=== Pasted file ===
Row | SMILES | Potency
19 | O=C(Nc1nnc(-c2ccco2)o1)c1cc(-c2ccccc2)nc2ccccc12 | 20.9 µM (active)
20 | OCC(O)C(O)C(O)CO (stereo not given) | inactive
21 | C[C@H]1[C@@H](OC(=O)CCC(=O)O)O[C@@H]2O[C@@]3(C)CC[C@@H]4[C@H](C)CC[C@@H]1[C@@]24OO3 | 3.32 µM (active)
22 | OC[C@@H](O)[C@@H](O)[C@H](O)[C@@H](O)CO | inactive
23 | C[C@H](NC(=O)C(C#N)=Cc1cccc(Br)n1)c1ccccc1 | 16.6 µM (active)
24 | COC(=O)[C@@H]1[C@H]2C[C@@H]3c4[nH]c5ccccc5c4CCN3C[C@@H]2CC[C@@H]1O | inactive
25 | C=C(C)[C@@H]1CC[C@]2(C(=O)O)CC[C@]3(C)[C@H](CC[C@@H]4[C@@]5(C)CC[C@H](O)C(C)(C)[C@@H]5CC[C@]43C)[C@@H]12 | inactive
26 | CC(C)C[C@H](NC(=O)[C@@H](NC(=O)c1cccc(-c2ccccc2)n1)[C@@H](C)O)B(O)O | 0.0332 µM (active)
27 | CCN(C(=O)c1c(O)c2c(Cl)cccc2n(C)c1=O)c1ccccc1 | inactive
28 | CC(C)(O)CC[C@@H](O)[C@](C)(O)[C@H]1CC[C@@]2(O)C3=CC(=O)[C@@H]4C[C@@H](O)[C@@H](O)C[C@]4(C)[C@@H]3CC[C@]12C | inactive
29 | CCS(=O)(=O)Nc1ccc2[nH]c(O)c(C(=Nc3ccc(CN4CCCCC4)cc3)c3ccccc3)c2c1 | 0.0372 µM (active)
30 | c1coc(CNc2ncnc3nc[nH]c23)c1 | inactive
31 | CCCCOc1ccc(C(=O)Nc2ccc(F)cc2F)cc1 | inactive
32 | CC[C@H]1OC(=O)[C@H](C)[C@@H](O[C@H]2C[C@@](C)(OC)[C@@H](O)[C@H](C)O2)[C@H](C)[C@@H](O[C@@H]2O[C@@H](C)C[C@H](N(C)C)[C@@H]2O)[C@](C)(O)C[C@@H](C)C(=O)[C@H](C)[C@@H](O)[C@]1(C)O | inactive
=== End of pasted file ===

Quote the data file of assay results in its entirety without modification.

Row | SMILES | Potency
19 | O=C(Nc1nnc(-c2ccco2)o1)c1cc(-c2ccccc2)nc2ccccc12 | 20.9 µM (active)
20 | OCC(O)C(O)C(O)CO (stereo not given) | inactive
21 | C[C@H]1[C@@H](OC(=O)CCC(=O)O)O[C@@H]2O[C@@]3(C)CC[C@@H]4[C@H](C)CC[C@@H]1[C@@]24OO3 | 3.32 µM (active)
22 | OC[C@@H](O)[C@@H](O)[C@H](O)[C@@H](O)CO | inactive
23 | C[C@H](NC(=O)C(C#N)=Cc1cccc(Br)n1)c1ccccc1 | 16.6 µM (active)
24 | COC(=O)[C@@H]1[C@H]2C[C@@H]3c4[nH]c5ccccc5c4CCN3C[C@@H]2CC[C@@H]1O | inactive
25 | C=C(C)[C@@H]1CC[C@]2(C(=O)O)CC[C@]3(C)[C@H](CC[C@@H]4[C@@]5(C)CC[C@H](O)C(C)(C)[C@@H]5CC[C@]43C)[C@@H]12 | inactive
26 | CC(C)C[C@H](NC(=O)[C@@H](NC(=O)c1cccc(-c2ccccc2)n1)[C@@H](C)O)B(O)O | 0.0332 µM (active)
27 | CCN(C(=O)c1c(O)c2c(Cl)cccc2n(C)c1=O)c1ccccc1 | inactive
28 | CC(C)(O)CC[C@@H](O)[C@](C)(O)[C@H]1CC[C@@]2(O)C3=CC(=O)[C@@H]4C[C@@H](O)[C@@H](O)C[C@]4(C)[C@@H]3CC[C@]12C | inactive
29 | CCS(=O)(=O)Nc1ccc2[nH]c(O)c(C(=Nc3ccc(CN4CCCCC4)cc3)c3ccccc3)c2c1 | 0.0372 µM (active)
30 | c1coc(CNc2ncnc3nc[nH]c23)c1 | inactive
31 | CCCCOc1ccc(C(=O)Nc2ccc(F)cc2F)cc1 | inactive
32 | CC[C@H]1OC(=O)[C@H](C)[C@@H](O[C@H]2C[C@@](C)(OC)[C@@H](O)[C@H](C)O2)[C@H](C)[C@@H](O[C@@H]2O[C@@H](C)C[C@H](N(C)C)[C@@H]2O)[C@](C)(O)C[C@@H](C)C(=O)[C@H](C)[C@@H](O)[C@]1(C)O | inactive